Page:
Preaching Christ from the Old Testament is an excellent resource that has yet to be replaced.
There are a myriad of books on preaching, but Johnson believes that the Bible is finally the best guidebook for preaching the Bible.
This book is devoted to working out the nuances of the relationship between congregation and elders.
Book Review: The Rabbit and the Elephant: Why Small Is the New Big for Today’s Church, by Tony Dale and George BarnaReview by Aaron Menikoff | 9Marks Journal: A New Evangelical Liberalism | 03.01.2010
Though The Rabbit and the Elephant is about the church, there is little explanation of what the church is beyond a series of interconnected relationships.
Maybe small churches do have a lot to offer. This is the heart of Benton’s message, and I think it is worth listening to.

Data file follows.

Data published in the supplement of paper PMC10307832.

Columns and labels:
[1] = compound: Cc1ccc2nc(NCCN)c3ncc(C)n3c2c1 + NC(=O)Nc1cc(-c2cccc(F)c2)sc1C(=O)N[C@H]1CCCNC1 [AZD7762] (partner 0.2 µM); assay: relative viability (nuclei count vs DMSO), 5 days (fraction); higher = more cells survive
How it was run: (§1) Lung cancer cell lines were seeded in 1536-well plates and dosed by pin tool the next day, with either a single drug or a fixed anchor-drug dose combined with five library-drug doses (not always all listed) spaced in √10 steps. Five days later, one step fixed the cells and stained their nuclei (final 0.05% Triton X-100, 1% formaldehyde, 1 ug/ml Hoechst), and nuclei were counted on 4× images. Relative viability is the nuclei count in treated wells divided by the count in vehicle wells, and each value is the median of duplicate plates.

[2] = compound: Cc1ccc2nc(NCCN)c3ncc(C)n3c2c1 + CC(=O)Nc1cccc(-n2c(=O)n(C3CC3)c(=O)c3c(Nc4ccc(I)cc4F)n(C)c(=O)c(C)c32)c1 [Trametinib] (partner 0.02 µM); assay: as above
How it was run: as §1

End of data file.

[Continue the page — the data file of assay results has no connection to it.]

If there’s no steady diet of biblical theology, what do our churches and church members really lose?
Which came first: the seeker-sensitive service philosophy or a commitment to sound biblical exposition?
The New Testament doesn’t seem to pronounce a chasm between teaching or preaching and leadership, yet some church leaders and church growth specialists do.
Will the seeker-sensitive model ultimately be unable to keep up with the culture?
Does God leave churches to decide how to conduct their own worship services?
What were my goals for the day? I wanted to begin shepherding the congregation.
The glory of God is the goal of all of life, isn’t it? Is there a goal in preaching that is unique to preaching?
Yes, the preacher should be sensitive to the unchurched. But if we target the unchurched alone, the message may be lost or so diluted that God’s people become malnourished.